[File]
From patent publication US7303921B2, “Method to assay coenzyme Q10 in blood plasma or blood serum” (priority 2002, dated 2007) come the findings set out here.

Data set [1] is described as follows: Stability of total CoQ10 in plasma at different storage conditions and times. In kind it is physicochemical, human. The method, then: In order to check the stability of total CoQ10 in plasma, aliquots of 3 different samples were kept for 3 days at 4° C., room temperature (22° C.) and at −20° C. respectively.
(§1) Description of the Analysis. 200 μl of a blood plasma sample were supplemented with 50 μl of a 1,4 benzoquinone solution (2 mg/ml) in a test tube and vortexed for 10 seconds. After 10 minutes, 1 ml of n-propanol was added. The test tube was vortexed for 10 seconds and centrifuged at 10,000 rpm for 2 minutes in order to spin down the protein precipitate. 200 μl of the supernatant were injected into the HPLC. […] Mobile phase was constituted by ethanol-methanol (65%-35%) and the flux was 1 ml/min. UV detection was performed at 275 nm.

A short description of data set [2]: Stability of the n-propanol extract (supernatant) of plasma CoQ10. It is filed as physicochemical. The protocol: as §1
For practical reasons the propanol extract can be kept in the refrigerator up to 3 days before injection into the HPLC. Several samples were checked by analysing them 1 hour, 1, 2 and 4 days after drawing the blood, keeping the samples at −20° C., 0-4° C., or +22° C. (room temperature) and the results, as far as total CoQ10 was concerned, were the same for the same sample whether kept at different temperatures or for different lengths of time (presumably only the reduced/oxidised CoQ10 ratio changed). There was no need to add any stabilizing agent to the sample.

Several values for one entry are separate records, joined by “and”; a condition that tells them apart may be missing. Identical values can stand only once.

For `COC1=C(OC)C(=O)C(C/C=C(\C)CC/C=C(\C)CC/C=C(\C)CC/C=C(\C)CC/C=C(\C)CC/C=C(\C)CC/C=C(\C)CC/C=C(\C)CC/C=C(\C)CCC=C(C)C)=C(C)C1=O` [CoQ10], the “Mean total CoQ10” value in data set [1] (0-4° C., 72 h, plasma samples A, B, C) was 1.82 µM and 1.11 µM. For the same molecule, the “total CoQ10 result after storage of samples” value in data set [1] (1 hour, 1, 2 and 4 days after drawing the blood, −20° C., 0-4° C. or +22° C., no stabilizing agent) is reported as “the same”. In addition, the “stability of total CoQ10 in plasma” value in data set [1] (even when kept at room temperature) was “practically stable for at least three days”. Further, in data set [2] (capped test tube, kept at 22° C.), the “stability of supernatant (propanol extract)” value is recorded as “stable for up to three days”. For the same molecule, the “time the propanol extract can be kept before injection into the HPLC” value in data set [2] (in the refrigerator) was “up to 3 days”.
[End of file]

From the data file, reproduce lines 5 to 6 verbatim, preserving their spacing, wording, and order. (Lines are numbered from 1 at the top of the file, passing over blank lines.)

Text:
For practical reasons the propanol extract can be kept in the refrigerator up to 3 days before injection into the HPLC. Several samples were checked by analysing them 1 hour, 1, 2 and 4 days after drawing the blood, keeping the samples at −20° C., 0-4° C., or +22° C. (room temperature) and the results, as far as total CoQ10 was concerned, were the same for the same sample whether kept at different temperatures or for different lengths of time (presumably only the reduced/oxidised CoQ10 ratio changed). There was no need to add any stabilizing agent to the sample.

Several values for one entry are separate records, joined by “and”; a condition that tells them apart may be missing. Identical values can stand only once.